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Halifax set to sign $116m sewage contract

By Jeffrey Simpson / City Hall Reporter

Halifax is on the brink of signing a deal worth as much as $116 million to have a local firm build part of its sewage treatment project.

Council on Tuesday approved an agreement with Dexter Construction Co. Ltd. to design and build a collection system for three sewage treatment facilities.

The decision authorizes councillors on the municipality's harbour advisory committee to sign off on the contract, because council is now starting a month-long summer break.

Mayor Peter Kelly told reporters the deal's price tag - which doesn't include taxes or inflation - is about $18 million less than the same segment of the $264-million contract the municipality had previously signed with Ondeo Halifax Regional Environmental Partnership.

The municipality walked away from that contract last month after the two sides reached an impasse over who would be responsible for the water quality of the treated sewage.

Dexter had been a member of the private-sector consortium headed by Franco-Belgian giant Suez and its Canadian subsidiary, United Water.

The local construction company was to have played the same role under the previous contract.

"We fine-tuned it, improved the pricing and are moving forward," Mr. Kelly said. "Staff have been negotiating very intensely."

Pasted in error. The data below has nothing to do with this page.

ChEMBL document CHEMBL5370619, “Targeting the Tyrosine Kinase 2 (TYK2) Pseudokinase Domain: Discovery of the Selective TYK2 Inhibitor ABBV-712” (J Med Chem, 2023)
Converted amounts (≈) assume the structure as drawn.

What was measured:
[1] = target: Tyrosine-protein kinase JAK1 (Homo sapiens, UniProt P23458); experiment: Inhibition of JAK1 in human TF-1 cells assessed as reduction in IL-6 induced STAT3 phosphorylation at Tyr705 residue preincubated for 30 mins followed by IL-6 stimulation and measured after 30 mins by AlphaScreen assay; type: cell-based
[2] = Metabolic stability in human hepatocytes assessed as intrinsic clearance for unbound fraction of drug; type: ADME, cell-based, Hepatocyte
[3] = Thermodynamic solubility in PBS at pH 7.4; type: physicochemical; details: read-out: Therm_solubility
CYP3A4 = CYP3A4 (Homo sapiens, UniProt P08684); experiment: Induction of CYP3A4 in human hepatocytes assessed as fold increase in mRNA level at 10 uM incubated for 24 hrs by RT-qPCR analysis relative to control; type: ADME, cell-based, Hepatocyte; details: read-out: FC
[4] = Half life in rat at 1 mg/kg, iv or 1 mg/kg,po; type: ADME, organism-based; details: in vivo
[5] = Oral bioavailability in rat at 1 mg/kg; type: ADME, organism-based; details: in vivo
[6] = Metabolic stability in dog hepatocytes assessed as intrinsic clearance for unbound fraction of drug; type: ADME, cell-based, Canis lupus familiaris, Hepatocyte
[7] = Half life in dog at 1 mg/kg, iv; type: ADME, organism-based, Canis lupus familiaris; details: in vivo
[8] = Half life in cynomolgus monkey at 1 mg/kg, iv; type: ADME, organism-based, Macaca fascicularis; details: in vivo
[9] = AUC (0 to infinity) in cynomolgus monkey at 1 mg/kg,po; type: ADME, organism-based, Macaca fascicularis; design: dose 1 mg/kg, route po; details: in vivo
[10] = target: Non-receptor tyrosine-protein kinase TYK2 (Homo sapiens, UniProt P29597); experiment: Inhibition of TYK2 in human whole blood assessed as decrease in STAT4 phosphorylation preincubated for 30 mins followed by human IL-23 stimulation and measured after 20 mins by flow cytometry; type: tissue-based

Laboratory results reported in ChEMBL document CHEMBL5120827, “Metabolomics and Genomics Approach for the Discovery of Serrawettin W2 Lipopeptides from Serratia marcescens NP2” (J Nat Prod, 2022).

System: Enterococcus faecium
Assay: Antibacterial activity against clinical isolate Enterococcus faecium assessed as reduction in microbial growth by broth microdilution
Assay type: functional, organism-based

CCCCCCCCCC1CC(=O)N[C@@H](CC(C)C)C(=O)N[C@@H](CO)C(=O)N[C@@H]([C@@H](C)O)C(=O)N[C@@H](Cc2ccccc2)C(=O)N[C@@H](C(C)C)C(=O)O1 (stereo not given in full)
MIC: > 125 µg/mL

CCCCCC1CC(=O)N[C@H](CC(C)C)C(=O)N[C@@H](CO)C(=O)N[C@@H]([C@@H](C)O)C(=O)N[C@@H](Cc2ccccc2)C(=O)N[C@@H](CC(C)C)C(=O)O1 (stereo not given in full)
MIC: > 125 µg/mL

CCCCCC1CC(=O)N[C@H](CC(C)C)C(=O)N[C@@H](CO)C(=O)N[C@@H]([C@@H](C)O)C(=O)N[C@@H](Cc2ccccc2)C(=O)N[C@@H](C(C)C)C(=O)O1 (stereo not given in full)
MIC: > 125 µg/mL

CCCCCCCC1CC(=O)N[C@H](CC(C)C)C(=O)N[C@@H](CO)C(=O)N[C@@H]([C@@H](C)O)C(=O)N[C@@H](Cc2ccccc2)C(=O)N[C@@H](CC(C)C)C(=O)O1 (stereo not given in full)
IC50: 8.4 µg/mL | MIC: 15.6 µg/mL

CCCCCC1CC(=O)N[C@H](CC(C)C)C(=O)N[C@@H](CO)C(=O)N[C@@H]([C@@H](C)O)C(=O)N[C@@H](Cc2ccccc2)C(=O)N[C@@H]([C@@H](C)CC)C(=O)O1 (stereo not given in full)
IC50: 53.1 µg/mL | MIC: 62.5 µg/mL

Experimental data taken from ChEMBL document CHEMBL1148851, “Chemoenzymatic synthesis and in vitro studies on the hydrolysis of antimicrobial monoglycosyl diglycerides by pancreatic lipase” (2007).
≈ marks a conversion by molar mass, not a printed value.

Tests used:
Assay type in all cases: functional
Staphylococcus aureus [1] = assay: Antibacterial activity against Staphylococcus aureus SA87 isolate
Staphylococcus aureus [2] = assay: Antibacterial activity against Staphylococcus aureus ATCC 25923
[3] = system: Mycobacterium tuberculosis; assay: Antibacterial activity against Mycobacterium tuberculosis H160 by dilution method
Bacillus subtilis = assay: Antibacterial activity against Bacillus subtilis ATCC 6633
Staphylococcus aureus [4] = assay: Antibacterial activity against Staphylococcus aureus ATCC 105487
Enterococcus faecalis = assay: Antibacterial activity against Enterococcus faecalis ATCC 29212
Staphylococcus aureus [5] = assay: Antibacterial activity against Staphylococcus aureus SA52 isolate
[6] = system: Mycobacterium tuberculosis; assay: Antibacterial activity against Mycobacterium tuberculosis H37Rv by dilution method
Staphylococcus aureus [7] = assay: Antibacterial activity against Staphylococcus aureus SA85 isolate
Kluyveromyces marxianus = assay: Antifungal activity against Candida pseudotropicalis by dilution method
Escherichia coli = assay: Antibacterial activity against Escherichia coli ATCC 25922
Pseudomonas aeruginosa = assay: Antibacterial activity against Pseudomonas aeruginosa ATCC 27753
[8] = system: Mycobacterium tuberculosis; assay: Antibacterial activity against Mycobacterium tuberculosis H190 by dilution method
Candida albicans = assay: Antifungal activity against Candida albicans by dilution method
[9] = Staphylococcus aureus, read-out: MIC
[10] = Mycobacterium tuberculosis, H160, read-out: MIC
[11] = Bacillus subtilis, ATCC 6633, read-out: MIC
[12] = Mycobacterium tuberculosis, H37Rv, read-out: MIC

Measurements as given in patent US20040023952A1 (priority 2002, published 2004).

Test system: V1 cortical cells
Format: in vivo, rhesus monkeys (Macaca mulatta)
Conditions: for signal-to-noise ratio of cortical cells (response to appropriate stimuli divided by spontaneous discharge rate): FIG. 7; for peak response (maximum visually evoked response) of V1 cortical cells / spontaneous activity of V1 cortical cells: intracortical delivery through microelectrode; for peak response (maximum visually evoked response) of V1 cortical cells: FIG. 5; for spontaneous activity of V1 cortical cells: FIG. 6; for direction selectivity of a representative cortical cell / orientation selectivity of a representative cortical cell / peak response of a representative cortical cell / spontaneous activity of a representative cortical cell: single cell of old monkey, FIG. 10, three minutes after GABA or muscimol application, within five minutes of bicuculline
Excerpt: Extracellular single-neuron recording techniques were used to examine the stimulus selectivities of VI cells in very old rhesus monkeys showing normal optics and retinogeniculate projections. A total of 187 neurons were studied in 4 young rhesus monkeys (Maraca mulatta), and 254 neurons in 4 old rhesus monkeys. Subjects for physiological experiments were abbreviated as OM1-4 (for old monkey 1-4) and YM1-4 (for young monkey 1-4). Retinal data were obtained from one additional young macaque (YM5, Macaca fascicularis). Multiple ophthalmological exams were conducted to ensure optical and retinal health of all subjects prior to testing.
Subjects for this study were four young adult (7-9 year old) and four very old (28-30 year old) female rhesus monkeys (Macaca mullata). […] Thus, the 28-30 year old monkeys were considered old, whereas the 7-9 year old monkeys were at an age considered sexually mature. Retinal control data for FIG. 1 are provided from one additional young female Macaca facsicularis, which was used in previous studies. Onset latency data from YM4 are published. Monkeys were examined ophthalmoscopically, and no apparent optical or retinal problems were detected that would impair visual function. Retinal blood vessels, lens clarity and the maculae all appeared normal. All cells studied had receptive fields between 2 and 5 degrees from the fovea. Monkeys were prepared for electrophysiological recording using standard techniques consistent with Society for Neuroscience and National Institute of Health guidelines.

Work on the system of pipes around the sewage treatment facility planned for the corner of Cornwallis and Barrington streets in downtown Halifax will begin in upcoming weeks, followed by systems for the other two facilities, planned for Dartmouth and Herring Cove.

This phase of the project is expected to take about three years to finish.

Mr. Kelly said it's unclear when work on the first sewage treatment facility will start - the municipality had hoped to get that underway last winter.

"We hopefully will come back after the break and have the information from staff as to how they want to move forward," Mr. Kelly said.

Coun. Dawn Sloane (Halifax Downtown) said she's still against building the treatment facility in Halifax at its planned location.

"We have to move forward but that doesn't mean the plant can't be moved," Ms. Sloane said.

She said she's happier with the way things are now shaping up for the project.

"I'd rather do it this way than with Suez - that's for sure," she said. "It's more public."

Council also hasn't decided what level of treatment to go with.

The municipality's previous deal with the consortium had called for sewage to be treated in three facilities with an advanced primary system, which separates solids from liquids in the waste before releasing it into the ocean.

Municipal officials are now looking at either enhancing that system or opting for a higher level called secondary treatment.

They've learned that the amount of waste flushed into the sewer system from food manufacturers such as breweries or dairies might be higher than previously known.

Primary treatment doesn't break down that type of waste, which could lead to the municipality's sewage treatment facilities failing to meet government standards for water cleanliness.

The city dumps an average of 180 million litres of raw sewage into Halifax Harbour every day.